• Begin with dry infant rice cereal first, mixed as directed, followed by vegetables, fruits, and then meats.
  • Don't use salt or sugar when making homemade infant foods. Canned foods may contain large amounts of salt and sugar and shouldn't be used for baby food. Always wash and peel fruits and vegetables and remove seeds or pits. Take special care with fruits and vegetables that come into contact with the ground. They may contain botulism spores that cause food poisoning.
  • Infant cereals with iron should be given to your infant until your infant is age 18 months.
  • Cow's milk shouldn't be added to the diet until your infant is age 1. Cow's milk doesn't provide the proper nutrients for your baby.
  • The AAP recommends not giving fruit juices to infants younger than age 6 months. Only pasteurized, 100% fruit juices (without added sugar) may be given to older infants and children, and should be limited to 4 ounces a day. Dilute the juice with water and offer it in a cup with a meal.
  • Feed all food with a spoon. Your baby needs to learn to eat from a spoon. Don't use an infant feeder. Only formula and water should go into the bottle.
  • Avoid honey in any form for your child's first year, as it can cause infant botulism.
  • Don't put your baby in bed with a bottle propped in his or her mouth. Propping a bottle has been linked to an increased risk of ear infections. Once your baby's teeth are present, propping the bottle can also cause tooth decay. There is also a risk of choking.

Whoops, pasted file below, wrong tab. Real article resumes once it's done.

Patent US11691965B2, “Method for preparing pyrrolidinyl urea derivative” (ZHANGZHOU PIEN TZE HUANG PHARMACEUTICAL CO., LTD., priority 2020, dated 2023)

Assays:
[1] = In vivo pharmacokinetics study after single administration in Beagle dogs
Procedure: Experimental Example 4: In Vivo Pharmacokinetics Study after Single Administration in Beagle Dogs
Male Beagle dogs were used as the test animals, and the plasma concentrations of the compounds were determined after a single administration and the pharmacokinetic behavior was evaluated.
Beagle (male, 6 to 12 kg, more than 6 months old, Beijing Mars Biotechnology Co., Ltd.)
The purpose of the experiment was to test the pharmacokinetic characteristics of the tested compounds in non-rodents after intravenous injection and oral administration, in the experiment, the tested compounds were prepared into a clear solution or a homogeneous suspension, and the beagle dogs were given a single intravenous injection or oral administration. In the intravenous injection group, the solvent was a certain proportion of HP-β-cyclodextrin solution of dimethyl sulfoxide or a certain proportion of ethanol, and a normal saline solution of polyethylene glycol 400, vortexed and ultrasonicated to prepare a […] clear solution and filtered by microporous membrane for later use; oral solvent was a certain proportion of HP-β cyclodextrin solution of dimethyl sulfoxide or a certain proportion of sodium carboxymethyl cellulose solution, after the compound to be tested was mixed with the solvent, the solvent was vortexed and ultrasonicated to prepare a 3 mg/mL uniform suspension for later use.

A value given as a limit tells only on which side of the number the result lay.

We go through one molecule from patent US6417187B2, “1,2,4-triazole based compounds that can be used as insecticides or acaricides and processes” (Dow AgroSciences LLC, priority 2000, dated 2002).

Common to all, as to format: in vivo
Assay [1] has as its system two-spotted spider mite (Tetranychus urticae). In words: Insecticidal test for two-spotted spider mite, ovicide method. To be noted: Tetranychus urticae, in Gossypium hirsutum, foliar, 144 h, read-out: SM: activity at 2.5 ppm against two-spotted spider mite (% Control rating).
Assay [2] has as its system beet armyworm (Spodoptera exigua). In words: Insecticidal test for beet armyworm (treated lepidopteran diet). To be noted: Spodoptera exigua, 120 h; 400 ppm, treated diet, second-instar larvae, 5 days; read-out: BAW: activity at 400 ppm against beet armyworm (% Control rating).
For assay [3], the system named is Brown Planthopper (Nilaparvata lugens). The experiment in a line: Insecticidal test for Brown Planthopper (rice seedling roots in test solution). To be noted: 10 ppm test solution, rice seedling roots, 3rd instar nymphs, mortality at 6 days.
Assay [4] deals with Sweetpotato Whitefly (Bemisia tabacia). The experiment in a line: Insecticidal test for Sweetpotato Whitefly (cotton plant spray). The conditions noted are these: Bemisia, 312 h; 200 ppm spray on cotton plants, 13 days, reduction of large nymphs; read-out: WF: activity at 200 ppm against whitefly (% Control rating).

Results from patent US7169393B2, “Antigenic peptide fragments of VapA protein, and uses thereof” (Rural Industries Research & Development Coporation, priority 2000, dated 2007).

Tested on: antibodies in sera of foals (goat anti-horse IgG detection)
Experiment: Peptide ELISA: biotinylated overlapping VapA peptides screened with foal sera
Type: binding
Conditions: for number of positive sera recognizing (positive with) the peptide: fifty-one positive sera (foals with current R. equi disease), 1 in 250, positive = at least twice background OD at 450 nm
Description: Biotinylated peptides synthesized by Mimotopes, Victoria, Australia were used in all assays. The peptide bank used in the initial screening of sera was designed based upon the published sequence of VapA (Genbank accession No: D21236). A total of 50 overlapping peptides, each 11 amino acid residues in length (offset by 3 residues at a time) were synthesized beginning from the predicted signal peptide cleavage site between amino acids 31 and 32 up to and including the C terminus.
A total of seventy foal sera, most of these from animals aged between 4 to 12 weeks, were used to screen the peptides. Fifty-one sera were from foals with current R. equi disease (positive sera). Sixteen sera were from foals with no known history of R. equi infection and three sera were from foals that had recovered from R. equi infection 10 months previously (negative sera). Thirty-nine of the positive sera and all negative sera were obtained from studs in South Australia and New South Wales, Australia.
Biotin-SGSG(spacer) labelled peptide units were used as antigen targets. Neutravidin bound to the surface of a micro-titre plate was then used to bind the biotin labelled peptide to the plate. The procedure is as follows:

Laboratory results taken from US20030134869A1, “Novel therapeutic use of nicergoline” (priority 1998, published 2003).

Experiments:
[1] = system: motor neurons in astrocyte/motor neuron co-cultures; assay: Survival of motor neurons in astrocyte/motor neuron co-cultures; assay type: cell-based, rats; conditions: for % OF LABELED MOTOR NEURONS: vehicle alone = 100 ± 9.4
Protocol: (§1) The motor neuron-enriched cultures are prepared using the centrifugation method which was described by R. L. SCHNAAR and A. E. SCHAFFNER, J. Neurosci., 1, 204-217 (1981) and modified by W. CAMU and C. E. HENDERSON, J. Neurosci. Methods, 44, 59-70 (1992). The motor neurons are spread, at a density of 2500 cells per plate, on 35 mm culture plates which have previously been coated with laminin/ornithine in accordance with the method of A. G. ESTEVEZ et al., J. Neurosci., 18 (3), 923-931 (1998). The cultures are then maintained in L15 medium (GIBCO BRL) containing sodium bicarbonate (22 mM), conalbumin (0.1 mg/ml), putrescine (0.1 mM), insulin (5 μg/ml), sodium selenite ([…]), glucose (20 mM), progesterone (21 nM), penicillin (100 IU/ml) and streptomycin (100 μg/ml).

• Help your baby to give up the bottle by his or her first birthday.
  • Avoid the "clean plate syndrome." Forcing your child to eat all the food on his or her plate even when he or she isn't hungry isn't a good habit. It teaches your child to eat just because the food is there, not because he or she is hungry. Expect a smaller and pickier appetite as the baby's growth rate slows around age 1.
  • Infants and young children shouldn't eat hot dogs, nuts, seeds, round candies, popcorn, hard, raw fruits and vegetables, grapes, or peanut butter. These foods aren't safe and may cause your child to choke. Many health care providers suggest these foods be saved until after your child is age 3 or 4. Always watch a young child while he or she is eating. Insist that the child sit down to eat or drink.
  • Healthy infants usually require little or no extra water, except in very hot weather. When solid food is first fed to your baby, extra water is often needed.
  • Don't limit your baby's food choices to the ones you like. Offering a wide variety of foods early will pave the way for good eating habits later.